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Valuing energy savings fairly

By Evens Salies [1]

Following the first meeting of the Commission mixte paritaire (a joint commission of the two houses of the French Parliament) on the proposed legislation to “make the transition to a sound energy system”, it is important to examine the reasons that led the Senate to adopt a motion on 30 October 2012 to dismiss this bill. This rejection is based on errors of judgment that reflect the difficulty of defining a residential energy pricing that is efficient and fair in light of the government’s objectives to control energy demand. It also seems appropriate to seek clarification of whether the proportional pricing in force needs to be corrected in order to reward energy savings. Continue reading “Valuing energy savings fairly”

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2013: what impact will the (national) fiscal measures have on growth?

By Mathieu Plane

This text supplements the October 2012 forecasts for the French economy

After having detailed the multiplier effects expected for the different fiscal policy instruments, the average domestic fiscal multiplier associated with the austerity measures being implemented in France in 2013 will be 0.9. This policy will cut GDP by 1.7% in one year alone. After a cumulative fiscal effort of 66 billion euros in 2011 and 2012, the structural saving expected for 2013 represents about 36 billion euros (1.8 GDP points) if we include both the measures in the 2013 budget bill (Projet de loi de finances – PLF) and the various measures adopted previously (Table). Continue reading “2013: what impact will the (national) fiscal measures have on growth?”

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What is the value of the fiscal multipliers today?

By Xavier Timbeau

We inherited higher public deficits and greatly increased public debts from the crisis (Table 1). Reducing these will require a major fiscal effort. But a programme that is too brutal and too fast will depress activity and prolong the crisis, not only compromising the fiscal consolidation effort but also locking the economies into a recessionary spiral. The value of the fiscal multiplier (the link between fiscal policy and economic activity) both in the short term and in the long term is thus a critical parameter for stabilizing the public finances and returning to full employment.  Continue reading “What is the value of the fiscal multipliers today?”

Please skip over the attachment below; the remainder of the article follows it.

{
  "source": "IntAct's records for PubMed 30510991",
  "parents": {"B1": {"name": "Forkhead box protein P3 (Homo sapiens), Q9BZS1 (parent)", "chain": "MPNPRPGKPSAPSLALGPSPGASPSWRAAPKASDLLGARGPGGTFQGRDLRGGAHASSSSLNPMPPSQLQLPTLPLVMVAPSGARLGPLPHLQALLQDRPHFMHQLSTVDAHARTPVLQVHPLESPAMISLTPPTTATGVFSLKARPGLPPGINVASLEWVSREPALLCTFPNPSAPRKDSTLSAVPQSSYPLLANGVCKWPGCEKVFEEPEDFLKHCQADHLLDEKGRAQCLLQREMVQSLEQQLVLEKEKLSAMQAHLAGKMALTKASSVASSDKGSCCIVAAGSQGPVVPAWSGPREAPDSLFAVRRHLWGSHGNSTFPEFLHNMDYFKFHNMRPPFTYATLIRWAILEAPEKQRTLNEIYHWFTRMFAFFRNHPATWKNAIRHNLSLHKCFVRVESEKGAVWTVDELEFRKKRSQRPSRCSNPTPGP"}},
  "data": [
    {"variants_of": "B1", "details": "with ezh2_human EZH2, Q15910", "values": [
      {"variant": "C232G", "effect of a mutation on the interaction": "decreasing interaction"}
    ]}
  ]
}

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A review of the recent literature on fiscal multipliers: size matters!

By Eric Heyer

Are the short-term fiscal multipliers being underestimated? Is there any justification for the belief that fiscal restraint can be used to drastically reduce deficits without undermining business prospects or even while improving the medium-term situation? This is this question that the IMF tries to answer in its latest report on the world economic outlook. The Fund devotes a box to the underestimation of fiscal multipliers during the 2008 crisis. While until 2009 the IMF had estimated that in the developed countries they averaged about 0.5, it now calculates that they have ranged from 0.9 to 1.7 since the Great Recession.  Continue reading “A review of the recent literature on fiscal multipliers: size matters!”

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Why has French growth been revised downwards?

By Bruno Ducoudré and Eric Heyer

In its October 2012 forecasts, the OFCE has revised its growth forecast for 2012 and 2013. The major international institutions, the OECD, the IMF and the European Commission, also regularly review their growth forecasts to incorporate newly available information. An analysis of these revised forecasts is particularly interesting in that it shows that these institutions use low fiscal multipliers in developing their forecasts. In other words, the recessionary impact of fiscal policy has been underestimated by the OECD, the IMF and the European Commission, leading to substantial revisions of their growth forecasts, as is evidenced by the dramatic shifts by the IMF and the European Commission in the size of the multipliers. Continue reading “Why has French growth been revised downwards?”